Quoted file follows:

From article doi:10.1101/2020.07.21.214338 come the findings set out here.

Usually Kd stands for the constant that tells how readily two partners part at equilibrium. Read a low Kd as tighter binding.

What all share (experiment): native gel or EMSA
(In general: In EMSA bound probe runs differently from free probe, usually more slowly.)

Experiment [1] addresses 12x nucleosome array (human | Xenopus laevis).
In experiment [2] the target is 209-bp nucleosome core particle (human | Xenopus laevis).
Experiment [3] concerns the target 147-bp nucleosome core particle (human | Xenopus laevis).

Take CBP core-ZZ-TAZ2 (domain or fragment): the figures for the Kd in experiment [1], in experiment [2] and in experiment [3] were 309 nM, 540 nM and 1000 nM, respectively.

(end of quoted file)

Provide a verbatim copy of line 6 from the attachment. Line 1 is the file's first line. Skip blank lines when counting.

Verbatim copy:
In experiment [2] the target is 209-bp nucleosome core particle (human | Xenopus laevis).